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Beastly encounters of the RajLivelihoods, livestock and veterinary health in India, 1790-1920$
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Saurabh Mishra

Print publication date: 2015

Print ISBN-13: 9780719089725

Published to Manchester Scholarship Online: January 2016

DOI: 10.7228/manchester/9780719089725.001.0001

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Horse breeding and the ideologies of the early colonial state

Horse breeding and the ideologies of the early colonial state

Chapter:
(p.11) Chapter One Horse breeding and the ideologies of the early colonial state
Source:
Beastly encounters of the Raj
Author(s):

Saurabh Mishra

Publisher:
Manchester University Press
DOI:10.7228/manchester/9780719089725.003.0002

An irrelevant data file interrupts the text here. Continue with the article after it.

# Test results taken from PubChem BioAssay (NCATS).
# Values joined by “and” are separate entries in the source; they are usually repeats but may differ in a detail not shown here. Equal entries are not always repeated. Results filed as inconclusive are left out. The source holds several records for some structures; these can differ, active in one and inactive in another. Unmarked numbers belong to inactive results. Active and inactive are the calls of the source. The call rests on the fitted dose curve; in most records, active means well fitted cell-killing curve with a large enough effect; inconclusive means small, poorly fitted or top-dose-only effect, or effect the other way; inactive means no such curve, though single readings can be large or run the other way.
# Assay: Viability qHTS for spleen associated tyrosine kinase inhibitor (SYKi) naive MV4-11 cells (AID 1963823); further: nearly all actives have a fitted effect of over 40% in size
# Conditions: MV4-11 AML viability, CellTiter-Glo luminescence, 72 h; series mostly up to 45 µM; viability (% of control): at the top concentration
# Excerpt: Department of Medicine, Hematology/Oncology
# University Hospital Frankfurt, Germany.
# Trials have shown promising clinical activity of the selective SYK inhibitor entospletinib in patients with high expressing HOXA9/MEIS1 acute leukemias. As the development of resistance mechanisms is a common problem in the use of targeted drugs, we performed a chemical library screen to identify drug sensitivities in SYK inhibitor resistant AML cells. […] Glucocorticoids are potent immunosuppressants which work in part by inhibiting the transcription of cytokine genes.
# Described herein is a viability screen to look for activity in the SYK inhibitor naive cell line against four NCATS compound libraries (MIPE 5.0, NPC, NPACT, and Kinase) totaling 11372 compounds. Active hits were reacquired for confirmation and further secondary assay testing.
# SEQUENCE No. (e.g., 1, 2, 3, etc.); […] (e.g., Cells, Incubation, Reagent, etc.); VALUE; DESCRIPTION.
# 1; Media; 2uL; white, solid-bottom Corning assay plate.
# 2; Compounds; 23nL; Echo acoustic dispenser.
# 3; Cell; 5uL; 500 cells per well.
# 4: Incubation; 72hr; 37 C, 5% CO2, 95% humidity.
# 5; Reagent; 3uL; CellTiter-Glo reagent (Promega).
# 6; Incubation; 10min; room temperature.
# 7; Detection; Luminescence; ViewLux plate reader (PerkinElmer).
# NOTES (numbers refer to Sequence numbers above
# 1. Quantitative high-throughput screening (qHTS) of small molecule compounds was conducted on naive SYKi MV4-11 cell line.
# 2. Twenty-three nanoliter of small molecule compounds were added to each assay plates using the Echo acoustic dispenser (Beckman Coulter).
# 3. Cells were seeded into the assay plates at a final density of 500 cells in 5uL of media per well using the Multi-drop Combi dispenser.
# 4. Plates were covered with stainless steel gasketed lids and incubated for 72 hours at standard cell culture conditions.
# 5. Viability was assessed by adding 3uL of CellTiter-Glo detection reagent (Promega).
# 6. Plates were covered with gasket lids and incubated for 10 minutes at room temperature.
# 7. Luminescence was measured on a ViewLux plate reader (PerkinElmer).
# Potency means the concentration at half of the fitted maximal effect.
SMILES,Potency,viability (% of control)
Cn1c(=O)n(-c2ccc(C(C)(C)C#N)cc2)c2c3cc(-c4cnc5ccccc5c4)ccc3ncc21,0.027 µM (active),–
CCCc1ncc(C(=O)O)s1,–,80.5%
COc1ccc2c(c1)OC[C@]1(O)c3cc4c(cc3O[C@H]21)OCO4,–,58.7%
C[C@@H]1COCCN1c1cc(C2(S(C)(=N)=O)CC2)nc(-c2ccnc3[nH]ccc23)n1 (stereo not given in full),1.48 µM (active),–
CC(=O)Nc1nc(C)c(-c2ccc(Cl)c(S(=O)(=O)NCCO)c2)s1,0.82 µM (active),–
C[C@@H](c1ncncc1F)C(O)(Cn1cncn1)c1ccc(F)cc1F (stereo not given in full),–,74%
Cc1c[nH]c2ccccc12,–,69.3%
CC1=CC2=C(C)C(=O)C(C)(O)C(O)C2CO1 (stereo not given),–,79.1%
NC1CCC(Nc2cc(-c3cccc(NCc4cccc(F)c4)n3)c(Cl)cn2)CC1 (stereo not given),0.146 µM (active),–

This chapter shows that though the expansionist policies of the early colonial regime led to a significant emphasis on the importance of a large cavalry, horses of a suitable quality appeared difficult to obtain within the subcontinent. Several measures were consequently taken to encourage horse-breeding, including the establishment of government studs and policies directed towards the creation of a ‘native’ market in quality horses. However, these measures did not appear to produce any significant results despite sustained implementation. This chapter examines colonial policies on horse-breeding in detail and links them to the larger economic logic of empire. It touches on several related themes such as early colonial interaction with ‘native’ agents, the question of free markets, and the impact of utilitarian and physiocratic doctrines on colonial policies.

Keywords:   Horse-breeding, studs, veterinary, physiocratic, land settlement, markets, dealers

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